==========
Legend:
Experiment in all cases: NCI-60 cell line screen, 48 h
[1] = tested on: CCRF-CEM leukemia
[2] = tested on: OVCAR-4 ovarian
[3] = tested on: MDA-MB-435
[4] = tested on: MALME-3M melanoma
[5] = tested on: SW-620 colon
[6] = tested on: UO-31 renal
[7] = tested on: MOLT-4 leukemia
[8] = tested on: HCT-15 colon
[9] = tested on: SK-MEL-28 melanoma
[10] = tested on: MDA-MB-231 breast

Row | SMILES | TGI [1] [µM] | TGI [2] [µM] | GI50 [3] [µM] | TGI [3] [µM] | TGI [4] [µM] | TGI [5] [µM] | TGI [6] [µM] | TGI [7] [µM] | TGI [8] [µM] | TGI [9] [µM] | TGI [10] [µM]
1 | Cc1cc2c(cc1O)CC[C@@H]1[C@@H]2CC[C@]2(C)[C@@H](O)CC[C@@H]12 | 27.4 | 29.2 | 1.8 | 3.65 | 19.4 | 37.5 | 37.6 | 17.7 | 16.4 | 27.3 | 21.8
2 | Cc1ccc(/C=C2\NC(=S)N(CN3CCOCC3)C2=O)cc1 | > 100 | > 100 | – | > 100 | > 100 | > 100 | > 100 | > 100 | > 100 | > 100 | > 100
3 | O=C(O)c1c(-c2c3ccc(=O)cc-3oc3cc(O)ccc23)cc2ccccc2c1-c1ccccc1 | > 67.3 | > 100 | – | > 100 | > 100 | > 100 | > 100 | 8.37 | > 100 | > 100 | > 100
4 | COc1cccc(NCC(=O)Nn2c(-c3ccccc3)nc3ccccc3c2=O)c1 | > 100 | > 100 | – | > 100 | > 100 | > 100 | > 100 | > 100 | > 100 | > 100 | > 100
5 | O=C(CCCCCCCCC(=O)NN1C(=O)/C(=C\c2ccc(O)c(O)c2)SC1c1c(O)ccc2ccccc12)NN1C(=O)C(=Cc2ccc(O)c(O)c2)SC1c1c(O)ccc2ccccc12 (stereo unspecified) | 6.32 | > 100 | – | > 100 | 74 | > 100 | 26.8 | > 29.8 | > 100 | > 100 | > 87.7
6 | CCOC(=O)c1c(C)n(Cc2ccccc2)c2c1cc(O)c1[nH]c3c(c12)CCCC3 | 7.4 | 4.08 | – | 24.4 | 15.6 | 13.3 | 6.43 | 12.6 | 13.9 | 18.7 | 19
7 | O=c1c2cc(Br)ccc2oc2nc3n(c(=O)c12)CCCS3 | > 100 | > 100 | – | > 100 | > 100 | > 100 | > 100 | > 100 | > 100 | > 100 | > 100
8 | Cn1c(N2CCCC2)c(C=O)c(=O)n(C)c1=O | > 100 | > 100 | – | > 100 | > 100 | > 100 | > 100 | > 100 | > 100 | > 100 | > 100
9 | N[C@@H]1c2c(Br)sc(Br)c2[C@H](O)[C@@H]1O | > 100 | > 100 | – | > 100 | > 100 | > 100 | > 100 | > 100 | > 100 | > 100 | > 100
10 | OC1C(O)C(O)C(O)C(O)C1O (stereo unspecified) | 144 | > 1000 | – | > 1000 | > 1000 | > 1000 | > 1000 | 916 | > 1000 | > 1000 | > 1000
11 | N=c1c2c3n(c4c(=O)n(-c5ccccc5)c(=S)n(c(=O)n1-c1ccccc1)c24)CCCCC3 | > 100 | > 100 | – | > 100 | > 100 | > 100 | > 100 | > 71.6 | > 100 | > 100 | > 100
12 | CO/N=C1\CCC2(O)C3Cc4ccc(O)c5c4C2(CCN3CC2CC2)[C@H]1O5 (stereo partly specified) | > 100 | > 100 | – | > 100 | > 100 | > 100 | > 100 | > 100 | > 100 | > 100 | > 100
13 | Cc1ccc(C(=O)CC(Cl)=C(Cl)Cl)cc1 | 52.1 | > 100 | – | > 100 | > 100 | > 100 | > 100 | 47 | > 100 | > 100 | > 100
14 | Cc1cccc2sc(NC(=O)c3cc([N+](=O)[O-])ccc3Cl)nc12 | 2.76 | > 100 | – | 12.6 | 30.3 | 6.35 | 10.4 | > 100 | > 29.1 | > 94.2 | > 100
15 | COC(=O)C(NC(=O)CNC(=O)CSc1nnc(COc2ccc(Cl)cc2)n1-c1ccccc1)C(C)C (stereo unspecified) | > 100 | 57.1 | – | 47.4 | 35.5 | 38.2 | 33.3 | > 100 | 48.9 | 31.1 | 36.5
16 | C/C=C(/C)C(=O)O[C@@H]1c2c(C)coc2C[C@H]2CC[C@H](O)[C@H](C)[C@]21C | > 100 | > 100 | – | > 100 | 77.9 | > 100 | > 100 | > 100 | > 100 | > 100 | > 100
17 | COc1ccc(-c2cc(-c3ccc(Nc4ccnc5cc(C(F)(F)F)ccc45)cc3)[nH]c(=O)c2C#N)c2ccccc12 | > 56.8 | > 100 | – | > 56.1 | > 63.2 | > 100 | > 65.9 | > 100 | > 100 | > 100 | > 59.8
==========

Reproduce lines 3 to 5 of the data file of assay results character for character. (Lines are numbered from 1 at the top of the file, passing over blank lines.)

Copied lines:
[1] = tested on: CCRF-CEM leukemia
[2] = tested on: OVCAR-4 ovarian
[3] = tested on: MDA-MB-435